Thursday, April 5, 2007
“Good ole days” make me appreciate good folks now
Last month when Diane Wage phoned to ask if I would be willing to accept the Town & Country Garden Club’s designation of my yard as “Yard of the Month,” I was, of course, flattered. But I knew instantly and told Diane immediately that I was the least-deserving person they could name. Nobody dislikes yard work more than I! But I agreed to accept the award in tribute to the gentleman who works so hard to keep my lawn looking presentable to the community, Mr. M. H. Hampton.
Mr. Hampton, known to his friends and customers as “Sugarbear,” was first introduced to me by church member Caroline McCrosky. I needed help with my lawn, and she volunteered to ask Mr. Hampton if he would take me on. Ever since, I have rejoiced in his kind words, “I will take care of you!” And he has! He also keeps our church grounds looking beautiful. He always has them ready for Sunday morning.
I sometimes think that the “Yard of the Month” is really a contest among the various “pros” who take care of our lawns and gardens — the owners of the houses being merely the titular recipients of the award. However I understand that my colleague and friend the Rev. Bruce McMillan is to be the next recipient of the sign. Bruce does his own yard work, and so he really deserves the prize. He also has chickens, to boot!
Lawns and flowers always make me think of my grandmother — Mother’s mother, who was a real yard person. She grew beautiful roses, and I remember at springtime her lawn would be filled with purple iris, tulips in various hues, peonies, and my favorite when I was little — violets. Grandmother employed a gentleman, Mr. Ed Caulfield — now long gone to be with God — to help her with the heavy work, but she was outside in the yard almost every morning when the weather was nice — and all through the hot summer, too — watering, pruning, spraying, edging, and generally overseeing things. As a result, we always had arrangements of fresh flowers around the house, and roses on our dinner table.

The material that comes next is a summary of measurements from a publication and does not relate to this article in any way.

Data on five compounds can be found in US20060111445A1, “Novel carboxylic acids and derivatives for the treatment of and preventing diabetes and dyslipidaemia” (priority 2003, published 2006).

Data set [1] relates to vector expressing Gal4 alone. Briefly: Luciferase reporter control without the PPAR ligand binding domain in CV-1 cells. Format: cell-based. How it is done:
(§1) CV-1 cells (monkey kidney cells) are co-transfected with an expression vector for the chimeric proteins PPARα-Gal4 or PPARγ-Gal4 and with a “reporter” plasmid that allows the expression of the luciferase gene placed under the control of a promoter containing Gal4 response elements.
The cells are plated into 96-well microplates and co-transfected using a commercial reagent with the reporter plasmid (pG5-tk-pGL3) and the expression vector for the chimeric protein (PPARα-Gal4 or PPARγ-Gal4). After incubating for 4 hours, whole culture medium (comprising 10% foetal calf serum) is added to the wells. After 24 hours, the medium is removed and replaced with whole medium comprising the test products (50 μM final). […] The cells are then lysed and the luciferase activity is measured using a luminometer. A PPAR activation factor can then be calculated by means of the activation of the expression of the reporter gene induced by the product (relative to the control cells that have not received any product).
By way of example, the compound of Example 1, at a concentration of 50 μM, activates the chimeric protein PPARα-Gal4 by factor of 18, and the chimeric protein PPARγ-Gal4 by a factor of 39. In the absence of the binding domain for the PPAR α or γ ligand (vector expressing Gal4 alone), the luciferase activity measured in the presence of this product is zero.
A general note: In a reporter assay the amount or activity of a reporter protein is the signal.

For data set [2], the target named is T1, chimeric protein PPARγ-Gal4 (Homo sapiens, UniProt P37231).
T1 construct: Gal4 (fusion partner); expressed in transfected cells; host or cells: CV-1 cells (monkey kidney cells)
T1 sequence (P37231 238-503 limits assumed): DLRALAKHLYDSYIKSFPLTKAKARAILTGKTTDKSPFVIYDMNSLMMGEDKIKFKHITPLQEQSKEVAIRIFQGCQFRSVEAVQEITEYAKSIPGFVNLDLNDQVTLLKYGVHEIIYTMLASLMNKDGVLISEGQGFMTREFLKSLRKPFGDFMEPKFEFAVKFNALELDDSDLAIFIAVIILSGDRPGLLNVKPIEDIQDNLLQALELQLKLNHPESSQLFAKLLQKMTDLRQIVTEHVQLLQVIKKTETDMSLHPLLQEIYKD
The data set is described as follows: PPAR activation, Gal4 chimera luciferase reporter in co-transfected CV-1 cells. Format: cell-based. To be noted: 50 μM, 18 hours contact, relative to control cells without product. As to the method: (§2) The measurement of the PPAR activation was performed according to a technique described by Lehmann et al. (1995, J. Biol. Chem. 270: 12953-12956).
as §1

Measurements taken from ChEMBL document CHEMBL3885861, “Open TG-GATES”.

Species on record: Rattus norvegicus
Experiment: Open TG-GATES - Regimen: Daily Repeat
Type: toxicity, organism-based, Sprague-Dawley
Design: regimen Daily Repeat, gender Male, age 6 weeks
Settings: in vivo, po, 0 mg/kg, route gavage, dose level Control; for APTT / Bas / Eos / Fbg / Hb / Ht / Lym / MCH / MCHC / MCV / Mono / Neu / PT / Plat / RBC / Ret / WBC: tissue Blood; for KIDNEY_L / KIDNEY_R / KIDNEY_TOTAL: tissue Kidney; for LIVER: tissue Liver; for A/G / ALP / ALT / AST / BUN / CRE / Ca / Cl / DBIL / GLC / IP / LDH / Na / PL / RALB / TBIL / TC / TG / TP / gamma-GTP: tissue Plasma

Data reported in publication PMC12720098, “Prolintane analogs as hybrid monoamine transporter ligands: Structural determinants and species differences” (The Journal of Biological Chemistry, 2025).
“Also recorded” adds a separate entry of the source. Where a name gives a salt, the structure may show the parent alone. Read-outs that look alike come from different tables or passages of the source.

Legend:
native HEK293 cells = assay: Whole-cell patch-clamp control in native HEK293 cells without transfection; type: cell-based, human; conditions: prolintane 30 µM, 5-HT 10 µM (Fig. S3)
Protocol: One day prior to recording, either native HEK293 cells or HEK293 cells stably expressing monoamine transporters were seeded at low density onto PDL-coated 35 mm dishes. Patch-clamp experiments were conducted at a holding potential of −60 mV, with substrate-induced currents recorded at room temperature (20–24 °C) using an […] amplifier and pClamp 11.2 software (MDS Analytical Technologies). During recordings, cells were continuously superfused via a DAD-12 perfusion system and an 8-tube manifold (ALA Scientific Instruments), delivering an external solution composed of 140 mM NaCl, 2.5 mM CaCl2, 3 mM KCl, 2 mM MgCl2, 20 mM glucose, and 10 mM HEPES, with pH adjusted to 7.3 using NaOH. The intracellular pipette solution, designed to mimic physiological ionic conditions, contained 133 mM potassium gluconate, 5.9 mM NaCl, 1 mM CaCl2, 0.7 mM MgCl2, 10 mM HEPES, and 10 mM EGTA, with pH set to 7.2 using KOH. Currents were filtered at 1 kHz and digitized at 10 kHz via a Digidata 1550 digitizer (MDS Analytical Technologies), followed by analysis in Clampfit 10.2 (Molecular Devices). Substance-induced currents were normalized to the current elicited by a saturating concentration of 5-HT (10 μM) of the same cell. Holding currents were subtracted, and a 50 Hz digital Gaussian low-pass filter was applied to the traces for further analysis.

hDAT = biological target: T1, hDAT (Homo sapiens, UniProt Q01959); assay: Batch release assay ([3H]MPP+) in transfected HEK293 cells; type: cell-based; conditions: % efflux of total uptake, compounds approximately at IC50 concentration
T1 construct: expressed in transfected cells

I remember one of the few times I was ever in “serious” trouble with my grandmother occurred when I was about 2-1⁄2 or 3. A little friend and I discovered a certain shrub whose leaves could be stripped simply by sliding one’s hand along the branch. It was so easy and so much fun that before we were discovered, we had denuded the entire bush! My friend was sent home, and I was put to bed in disgrace!
At about the same age Daddy got me a sandbox and put it under the sweeping branches of the weeping willow tree in our back yard. Grandmother could make her pies and cakes and watch me from the kitchen window. There was hardly anything to make a home gracious and inviting or a little boy’s childhood pleasant that my grandmother did not do.
When “Sugarbear” says, “I will take care of you,” his words remind me of those good days. I miss my grandmother, and Mr. Caulfield, but I am also glad that I lived in a time and a place where those simple experiences rooted me in the appreciation of home, family, and friends.
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